Lemon curd… sweet, zesty, unctuous and tangy. It’s perfect on toast, in cakes and tarts and is one of my favourite preserves. Of course, you can buy lemon curd in the shops, and some are pretty good, but I really think you can’t beat the taste of your own homemade lemon curd. Plus it’s surprisingly simple to make… easy peasy lemon squeezy in fact!
I have several recipes (even one that you make in a slow cooker) but the recipe I always turn to is my mum’s Homemade Lemon Curd – a truly classic British preserve. Spread it thickly on freshly baked bread, crumpets, scones or muffins. It’s also delicious on pancakes and can be used as a topping for cakes or a filling for tarts – transforming the humble jam tart into a sort of mini Tarte au Citron.
I always keep a jar of my homemade lemon curd tucked away in the fridge, on hand for an impromptu baking session, or when I fancy a late night snack of toast. A jar or two also makes a lovely homemade gift – just tie a pretty ribbon around the neck of the jar and provide a recipe tag.
Okay, so I have waxed lyrical about this for a little while now (and talking of wax, try not to use waxed lemons for this recipe or if you have no choice, make sure you wash them first). So here without further ado, is my Mum’s Lemon Curd recipe…
All you need to make your own homemade lemon curd is a little time set aside to stir the curd whilst it is cooking, and you will soon be rewarded with jars of tangy yellow preserve to keep or share. My family like their lemon curd quite tangy, so I add the zest into the mixture for an intense lemon flavour. But if you’re not keen on very zesty lemon taste, simply increase the sugar by about 2 to 3 ounces, or use two lemons instead of four.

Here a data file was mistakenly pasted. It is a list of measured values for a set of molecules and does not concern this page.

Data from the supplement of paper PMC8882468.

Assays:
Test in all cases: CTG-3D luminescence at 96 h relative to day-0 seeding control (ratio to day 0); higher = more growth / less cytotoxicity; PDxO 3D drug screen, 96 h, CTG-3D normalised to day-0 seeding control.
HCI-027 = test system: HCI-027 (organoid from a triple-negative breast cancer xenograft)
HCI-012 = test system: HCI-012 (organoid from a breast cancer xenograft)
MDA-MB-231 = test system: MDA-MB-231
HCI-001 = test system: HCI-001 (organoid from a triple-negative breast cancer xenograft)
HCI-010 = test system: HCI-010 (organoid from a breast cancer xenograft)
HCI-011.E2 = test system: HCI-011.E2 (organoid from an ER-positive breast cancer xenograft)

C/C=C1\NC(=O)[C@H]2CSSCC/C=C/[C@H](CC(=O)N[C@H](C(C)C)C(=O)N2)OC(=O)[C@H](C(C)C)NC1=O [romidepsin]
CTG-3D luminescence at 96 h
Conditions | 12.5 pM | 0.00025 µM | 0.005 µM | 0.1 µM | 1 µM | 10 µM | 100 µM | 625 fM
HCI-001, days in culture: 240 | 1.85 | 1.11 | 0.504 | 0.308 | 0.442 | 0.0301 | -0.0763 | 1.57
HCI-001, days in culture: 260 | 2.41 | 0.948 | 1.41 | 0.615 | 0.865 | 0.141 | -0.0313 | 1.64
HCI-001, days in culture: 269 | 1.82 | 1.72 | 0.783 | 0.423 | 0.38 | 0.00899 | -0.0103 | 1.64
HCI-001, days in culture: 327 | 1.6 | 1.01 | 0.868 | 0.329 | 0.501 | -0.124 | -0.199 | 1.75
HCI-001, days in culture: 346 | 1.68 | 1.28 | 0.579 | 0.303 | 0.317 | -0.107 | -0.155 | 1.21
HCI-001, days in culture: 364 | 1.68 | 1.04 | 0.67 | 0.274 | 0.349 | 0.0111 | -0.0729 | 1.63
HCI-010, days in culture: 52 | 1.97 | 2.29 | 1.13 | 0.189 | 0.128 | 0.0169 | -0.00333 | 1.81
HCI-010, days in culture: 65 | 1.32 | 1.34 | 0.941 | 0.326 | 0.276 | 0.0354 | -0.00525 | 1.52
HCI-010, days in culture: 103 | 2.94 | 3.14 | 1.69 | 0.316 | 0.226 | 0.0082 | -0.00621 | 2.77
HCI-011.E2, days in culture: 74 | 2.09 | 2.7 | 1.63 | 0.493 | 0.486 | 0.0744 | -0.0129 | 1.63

This classic British preserve can also be made with oranges or limes, or even a mixture of all three citrus fruits, which is known as St.Clement’s Curd, from the Nursery Rhyme “Oranges and lemons say the bells of St.Clements”.
My Mum’s Homemade Lemon Curd Recipe
4oz (110g) butter
8oz (225g) caster sugar
4 lemons, finely grated zest and juice
4 eggs, beaten
1 egg yolk, beaten
Place a heatproof bowl over gently simmering water in a large saucepan, to make a bain~marie.
Add the butter and melt it slowly, then add the sugar, slowly dissolving it before adding the lemon zest, juice and the eggs.
Stirring all the time, making sure the water does NOT boil, cook the mixture for about 10 to 20 minutes.
The curd is ready when it is as thick as double cream and it coats the back of the wooden spoon.
Pour into hot sterilised jars immediately and seal. The curd will thicken up on cooling.
Once cold, store in the fridge for up to 4 weeks maximum.
This recipe was contributed by food writer Karen Burns-Booth. For more seasonal British recipes, take a look at Karen’s food blog Lavender & Lovage.